Spinal cord injury is the second leading cause of paralysis in the United States. When the spinal cord is severely injured, nerve cells in the spinal cord are damaged or destroyed. Also, a sort of scar forms in the affected area, which prevents nerve signals from traveling between the brain and the extremities. Consequently, people who sustain spinal cord injuries suffer from paralysis. The degree of paralysis depends on the location of the spinal cord injury; injuries higher on the spinal cord such as the neck or upper back area can lead to paralysis of all four limbs, for example. In almost all cases, the paralysis is permanent once it occurs, because nerve cells in the spinal cord do not regenerate.
Because spinal cord injuries are common and the consequences are usually permanent, researchers have been aggressively and tirelessly researching ways to treat this condition. One approach is to try to form new nerve cells in the spinal cord using stem cells. Mesenchymal stem cells can become new nerve cells given the right set of circumstances. Unfortunately, simply injecting mesenchymal stem cells into patients with severe spinal cord injuries cannot reverse paralysis. On the other hand, using exosomes from mesenchymal stem cells may be the push that stem cells need to become nerve cells in the spinal cord.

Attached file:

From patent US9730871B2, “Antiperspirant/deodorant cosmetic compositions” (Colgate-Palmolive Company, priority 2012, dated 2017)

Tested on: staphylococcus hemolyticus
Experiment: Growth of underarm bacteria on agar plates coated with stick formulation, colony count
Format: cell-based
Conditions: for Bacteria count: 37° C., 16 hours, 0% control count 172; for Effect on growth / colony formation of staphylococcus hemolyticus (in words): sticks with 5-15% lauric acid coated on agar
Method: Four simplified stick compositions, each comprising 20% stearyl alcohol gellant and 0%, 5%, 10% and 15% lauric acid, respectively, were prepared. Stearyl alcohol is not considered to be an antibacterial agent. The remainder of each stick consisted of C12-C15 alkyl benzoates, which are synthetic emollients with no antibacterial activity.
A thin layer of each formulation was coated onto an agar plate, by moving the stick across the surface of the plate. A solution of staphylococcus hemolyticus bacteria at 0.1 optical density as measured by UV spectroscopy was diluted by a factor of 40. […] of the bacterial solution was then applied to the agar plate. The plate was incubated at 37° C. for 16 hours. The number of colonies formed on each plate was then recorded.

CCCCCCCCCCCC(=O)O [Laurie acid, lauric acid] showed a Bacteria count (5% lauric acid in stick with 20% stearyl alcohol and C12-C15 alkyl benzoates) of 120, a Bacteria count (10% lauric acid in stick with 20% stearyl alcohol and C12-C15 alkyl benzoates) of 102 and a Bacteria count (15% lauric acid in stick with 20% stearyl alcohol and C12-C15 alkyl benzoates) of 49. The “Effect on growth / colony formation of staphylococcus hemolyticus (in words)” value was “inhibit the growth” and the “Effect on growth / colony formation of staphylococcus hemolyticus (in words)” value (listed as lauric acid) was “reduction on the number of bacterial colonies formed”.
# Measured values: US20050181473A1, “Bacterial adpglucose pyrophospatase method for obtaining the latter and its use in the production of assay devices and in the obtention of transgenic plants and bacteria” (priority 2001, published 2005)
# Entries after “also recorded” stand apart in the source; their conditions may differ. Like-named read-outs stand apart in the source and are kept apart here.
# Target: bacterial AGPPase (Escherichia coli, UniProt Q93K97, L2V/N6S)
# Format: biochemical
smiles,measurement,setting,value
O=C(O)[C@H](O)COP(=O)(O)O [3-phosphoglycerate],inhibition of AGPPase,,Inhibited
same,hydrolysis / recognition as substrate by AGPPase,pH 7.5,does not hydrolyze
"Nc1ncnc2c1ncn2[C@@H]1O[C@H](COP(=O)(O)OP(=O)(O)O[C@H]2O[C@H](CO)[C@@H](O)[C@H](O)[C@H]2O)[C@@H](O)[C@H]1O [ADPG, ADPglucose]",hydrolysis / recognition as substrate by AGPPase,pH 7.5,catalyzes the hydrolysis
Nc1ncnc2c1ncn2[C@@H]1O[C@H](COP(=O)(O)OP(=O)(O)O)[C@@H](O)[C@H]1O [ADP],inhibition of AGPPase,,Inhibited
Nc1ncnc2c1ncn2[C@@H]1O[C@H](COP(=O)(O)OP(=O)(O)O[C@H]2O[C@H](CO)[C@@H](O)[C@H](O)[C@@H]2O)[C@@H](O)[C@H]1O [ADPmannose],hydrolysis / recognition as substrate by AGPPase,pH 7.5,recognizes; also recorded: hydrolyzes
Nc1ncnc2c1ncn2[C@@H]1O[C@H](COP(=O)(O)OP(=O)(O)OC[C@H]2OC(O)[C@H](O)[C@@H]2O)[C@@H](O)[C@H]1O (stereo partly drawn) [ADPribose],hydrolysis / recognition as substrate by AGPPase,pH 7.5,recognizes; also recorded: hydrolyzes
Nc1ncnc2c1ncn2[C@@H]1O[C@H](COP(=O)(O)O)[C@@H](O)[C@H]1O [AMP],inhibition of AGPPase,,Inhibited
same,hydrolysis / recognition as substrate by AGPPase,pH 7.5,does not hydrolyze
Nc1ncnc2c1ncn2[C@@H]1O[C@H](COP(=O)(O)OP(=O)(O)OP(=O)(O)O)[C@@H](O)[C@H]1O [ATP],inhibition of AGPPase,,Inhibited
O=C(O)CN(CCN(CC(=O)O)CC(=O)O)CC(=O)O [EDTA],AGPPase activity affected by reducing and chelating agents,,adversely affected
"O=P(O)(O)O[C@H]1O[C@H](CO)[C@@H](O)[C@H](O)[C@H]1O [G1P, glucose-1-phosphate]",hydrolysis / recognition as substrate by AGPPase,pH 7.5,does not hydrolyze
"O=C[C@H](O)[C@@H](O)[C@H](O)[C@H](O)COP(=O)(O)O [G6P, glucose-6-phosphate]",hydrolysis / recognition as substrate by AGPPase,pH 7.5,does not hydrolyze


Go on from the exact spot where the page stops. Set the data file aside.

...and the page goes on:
Exosomes are tiny packets of cellular material released by stem cells. They contain a variety of potentially beneficial substances; perhaps the most important in cell regeneration is micro RNA (miRNA). miRNA can cause complex changes in cells that simple drugs, proteins, or even regular RNA cannot. Researchers cannot easily deliver miRNA to where it is needed in the body, but exosomes taken from stem cells can deliver miRNA right where it needs to be.
Researchers collected human mesenchymal stem cells and placed them in an environment that would cause them to become nerve cells. But instead of simply using the stem cells directly, they instead collected the exosomes from those stem cells. Those exosomes could then be used to prompt mesenchymal stem cells to become nerve cells. Simply put, the exosomes drove the process more efficiently than the stem cells alone.
What does this all mean? Exosomes taken from the mesenchymal stem cells could eventually be used to treat spinal cord injury. Those special exosomes would magnify the nerve cell-creating effect, perhaps restoring nerve cell function to a damaged spinal cord. Considerable research needs to be done before this possibility becomes a clinical reality, but this knowledge helps researchers design targeted experiments in the future.